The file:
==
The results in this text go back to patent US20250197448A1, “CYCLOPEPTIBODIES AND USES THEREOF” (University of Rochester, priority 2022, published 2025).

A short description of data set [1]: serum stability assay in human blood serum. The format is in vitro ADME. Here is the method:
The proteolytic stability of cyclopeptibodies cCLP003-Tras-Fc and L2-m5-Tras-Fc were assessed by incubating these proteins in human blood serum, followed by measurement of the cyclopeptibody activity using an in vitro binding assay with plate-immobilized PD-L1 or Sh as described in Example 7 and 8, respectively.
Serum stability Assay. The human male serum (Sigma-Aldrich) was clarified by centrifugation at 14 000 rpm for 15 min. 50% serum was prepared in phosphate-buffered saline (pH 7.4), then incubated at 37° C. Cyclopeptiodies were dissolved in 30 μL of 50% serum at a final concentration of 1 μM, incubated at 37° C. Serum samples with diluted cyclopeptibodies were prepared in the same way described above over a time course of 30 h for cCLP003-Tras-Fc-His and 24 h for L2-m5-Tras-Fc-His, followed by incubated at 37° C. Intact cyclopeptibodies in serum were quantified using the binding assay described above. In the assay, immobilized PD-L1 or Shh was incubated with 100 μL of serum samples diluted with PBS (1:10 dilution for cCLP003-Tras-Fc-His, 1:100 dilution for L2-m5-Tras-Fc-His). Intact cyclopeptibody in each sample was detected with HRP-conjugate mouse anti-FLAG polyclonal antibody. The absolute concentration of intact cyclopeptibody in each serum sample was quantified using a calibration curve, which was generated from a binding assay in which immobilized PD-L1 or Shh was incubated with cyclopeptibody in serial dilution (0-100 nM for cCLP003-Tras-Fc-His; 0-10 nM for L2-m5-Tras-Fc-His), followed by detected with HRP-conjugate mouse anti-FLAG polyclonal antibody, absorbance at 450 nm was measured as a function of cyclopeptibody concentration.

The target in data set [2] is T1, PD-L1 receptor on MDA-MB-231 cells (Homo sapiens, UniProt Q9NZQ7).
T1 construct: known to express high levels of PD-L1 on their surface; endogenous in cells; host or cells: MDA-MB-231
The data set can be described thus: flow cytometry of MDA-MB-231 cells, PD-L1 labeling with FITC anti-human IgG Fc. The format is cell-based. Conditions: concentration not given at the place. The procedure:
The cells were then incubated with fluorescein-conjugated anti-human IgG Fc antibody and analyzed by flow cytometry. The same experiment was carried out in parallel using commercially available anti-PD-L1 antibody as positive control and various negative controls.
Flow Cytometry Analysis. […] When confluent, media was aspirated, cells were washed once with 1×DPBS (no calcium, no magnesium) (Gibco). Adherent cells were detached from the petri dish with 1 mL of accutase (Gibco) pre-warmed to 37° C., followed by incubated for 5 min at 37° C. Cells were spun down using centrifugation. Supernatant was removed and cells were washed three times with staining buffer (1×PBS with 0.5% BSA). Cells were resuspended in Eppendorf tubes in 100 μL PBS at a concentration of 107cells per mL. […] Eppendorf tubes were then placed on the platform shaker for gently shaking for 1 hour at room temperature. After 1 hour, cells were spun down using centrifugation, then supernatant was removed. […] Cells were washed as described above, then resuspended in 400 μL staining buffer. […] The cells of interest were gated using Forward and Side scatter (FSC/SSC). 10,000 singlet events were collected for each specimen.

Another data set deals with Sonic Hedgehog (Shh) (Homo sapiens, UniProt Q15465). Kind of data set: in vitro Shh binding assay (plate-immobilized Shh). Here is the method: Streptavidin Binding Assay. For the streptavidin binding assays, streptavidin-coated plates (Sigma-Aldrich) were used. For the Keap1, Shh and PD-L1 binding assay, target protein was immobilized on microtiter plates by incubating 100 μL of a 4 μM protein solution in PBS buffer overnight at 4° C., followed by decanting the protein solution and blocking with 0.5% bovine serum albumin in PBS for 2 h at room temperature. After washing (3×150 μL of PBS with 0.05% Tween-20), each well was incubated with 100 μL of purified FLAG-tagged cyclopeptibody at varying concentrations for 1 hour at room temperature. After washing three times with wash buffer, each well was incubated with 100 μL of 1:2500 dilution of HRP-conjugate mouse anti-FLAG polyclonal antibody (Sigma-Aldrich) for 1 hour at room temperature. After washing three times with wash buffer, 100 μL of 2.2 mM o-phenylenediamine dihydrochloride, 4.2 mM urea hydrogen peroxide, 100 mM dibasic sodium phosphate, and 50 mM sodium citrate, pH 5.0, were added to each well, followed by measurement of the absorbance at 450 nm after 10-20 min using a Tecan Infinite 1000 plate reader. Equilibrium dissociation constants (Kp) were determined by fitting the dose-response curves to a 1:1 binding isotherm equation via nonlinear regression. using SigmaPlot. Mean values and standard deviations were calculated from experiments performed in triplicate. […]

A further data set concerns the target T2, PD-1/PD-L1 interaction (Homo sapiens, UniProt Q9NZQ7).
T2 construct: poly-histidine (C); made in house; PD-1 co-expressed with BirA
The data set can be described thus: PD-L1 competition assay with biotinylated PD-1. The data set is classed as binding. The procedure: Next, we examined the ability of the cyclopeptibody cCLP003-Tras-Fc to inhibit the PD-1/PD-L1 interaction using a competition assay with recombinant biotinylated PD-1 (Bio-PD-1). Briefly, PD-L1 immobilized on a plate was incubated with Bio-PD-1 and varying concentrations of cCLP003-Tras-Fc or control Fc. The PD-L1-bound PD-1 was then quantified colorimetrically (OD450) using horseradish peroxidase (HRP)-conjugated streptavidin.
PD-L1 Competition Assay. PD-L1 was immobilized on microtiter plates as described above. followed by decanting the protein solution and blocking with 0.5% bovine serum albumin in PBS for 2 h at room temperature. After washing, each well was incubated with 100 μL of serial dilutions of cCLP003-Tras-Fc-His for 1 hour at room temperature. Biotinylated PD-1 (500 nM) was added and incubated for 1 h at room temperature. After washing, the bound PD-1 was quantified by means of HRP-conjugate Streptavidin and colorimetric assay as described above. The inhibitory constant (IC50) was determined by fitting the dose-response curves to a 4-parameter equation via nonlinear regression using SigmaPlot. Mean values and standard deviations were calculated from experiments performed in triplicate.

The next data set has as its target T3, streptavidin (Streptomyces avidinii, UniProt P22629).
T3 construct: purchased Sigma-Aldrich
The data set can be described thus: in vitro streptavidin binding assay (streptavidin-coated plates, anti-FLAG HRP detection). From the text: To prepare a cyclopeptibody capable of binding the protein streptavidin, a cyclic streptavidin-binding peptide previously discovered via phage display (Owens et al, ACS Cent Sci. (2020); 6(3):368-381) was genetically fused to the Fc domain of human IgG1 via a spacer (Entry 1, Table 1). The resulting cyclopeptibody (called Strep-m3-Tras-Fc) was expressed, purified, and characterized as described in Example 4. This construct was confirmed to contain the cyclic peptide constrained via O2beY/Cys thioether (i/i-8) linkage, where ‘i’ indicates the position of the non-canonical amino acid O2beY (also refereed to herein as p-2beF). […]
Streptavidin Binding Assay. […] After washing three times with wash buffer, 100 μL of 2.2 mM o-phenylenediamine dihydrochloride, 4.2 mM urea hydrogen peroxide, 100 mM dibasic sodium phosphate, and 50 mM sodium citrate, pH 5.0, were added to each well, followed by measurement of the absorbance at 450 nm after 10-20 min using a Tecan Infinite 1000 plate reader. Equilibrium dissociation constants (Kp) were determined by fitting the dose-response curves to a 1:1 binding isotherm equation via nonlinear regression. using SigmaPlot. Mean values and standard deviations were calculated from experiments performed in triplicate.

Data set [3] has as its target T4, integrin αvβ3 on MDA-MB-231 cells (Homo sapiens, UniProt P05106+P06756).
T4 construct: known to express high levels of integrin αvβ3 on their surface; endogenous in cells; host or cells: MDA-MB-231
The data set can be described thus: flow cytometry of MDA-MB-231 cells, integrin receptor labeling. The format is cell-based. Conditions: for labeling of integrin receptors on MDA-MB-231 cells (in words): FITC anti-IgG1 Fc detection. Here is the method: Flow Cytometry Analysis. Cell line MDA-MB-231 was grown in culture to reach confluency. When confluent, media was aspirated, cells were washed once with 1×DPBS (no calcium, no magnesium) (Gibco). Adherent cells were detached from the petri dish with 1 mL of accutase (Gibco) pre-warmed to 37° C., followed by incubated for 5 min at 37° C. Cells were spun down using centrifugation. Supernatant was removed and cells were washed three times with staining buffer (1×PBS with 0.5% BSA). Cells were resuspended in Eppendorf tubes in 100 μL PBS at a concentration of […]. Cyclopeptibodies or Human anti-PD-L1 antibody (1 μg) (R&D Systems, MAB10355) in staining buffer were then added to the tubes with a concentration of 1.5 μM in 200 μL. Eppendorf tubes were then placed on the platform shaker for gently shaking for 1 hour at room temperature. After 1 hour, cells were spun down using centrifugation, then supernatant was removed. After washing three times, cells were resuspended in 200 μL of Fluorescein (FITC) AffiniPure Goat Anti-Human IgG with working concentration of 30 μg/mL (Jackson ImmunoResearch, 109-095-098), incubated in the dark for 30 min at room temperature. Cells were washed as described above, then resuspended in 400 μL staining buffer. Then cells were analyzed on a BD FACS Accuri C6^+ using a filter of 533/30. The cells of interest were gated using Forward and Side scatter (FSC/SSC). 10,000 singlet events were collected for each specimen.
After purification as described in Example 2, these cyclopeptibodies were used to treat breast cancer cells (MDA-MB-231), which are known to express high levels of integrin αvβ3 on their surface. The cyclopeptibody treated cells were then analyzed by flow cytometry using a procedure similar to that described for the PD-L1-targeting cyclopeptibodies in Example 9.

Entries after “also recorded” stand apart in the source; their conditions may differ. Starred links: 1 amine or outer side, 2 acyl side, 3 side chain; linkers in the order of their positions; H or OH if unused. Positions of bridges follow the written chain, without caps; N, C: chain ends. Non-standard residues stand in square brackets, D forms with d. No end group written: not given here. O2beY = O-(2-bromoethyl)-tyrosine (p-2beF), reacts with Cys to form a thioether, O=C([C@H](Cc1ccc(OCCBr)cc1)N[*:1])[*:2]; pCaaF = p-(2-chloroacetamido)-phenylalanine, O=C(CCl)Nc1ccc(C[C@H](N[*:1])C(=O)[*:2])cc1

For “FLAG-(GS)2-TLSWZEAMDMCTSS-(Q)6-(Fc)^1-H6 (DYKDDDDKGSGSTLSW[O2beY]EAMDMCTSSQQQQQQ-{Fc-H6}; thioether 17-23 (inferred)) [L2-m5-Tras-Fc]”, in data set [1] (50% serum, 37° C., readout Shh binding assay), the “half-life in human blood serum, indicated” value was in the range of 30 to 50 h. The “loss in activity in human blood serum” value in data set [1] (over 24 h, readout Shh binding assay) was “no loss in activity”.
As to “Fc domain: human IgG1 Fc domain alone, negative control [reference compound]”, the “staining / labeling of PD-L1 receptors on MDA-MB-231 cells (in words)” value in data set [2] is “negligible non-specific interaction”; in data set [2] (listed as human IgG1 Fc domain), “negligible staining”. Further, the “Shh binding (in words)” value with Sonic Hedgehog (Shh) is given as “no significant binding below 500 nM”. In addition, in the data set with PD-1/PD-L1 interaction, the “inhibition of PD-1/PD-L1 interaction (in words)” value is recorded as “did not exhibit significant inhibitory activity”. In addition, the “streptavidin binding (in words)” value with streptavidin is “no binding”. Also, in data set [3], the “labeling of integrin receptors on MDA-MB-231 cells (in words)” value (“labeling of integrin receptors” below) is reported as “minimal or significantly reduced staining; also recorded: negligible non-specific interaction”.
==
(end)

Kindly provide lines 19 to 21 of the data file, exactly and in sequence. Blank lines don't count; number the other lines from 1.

Data set [3] has as its target T4, integrin αvβ3 on MDA-MB-231 cells (Homo sapiens, UniProt P05106+P06756).
T4 construct: known to express high levels of integrin αvβ3 on their surface; endogenous in cells; host or cells: MDA-MB-231
The data set can be described thus: flow cytometry of MDA-MB-231 cells, integrin receptor labeling. The format is cell-based. Conditions: for labeling of integrin receptors on MDA-MB-231 cells (in words): FITC anti-IgG1 Fc detection. Here is the method: Flow Cytometry Analysis. Cell line MDA-MB-231 was grown in culture to reach confluency. When confluent, media was aspirated, cells were washed once with 1×DPBS (no calcium, no magnesium) (Gibco). Adherent cells were detached from the petri dish with 1 mL of accutase (Gibco) pre-warmed to 37° C., followed by incubated for 5 min at 37° C. Cells were spun down using centrifugation. Supernatant was removed and cells were washed three times with staining buffer (1×PBS with 0.5% BSA). Cells were resuspended in Eppendorf tubes in 100 μL PBS at a concentration of […]. Cyclopeptibodies or Human anti-PD-L1 antibody (1 μg) (R&D Systems, MAB10355) in staining buffer were then added to the tubes with a concentration of 1.5 μM in 200 μL. Eppendorf tubes were then placed on the platform shaker for gently shaking for 1 hour at room temperature. After 1 hour, cells were spun down using centrifugation, then supernatant was removed. After washing three times, cells were resuspended in 200 μL of Fluorescein (FITC) AffiniPure Goat Anti-Human IgG with working concentration of 30 μg/mL (Jackson ImmunoResearch, 109-095-098), incubated in the dark for 30 min at room temperature. Cells were washed as described above, then resuspended in 400 μL staining buffer. Then cells were analyzed on a BD FACS Accuri C6^+ using a filter of 533/30. The cells of interest were gated using Forward and Side scatter (FSC/SSC). 10,000 singlet events were collected for each specimen.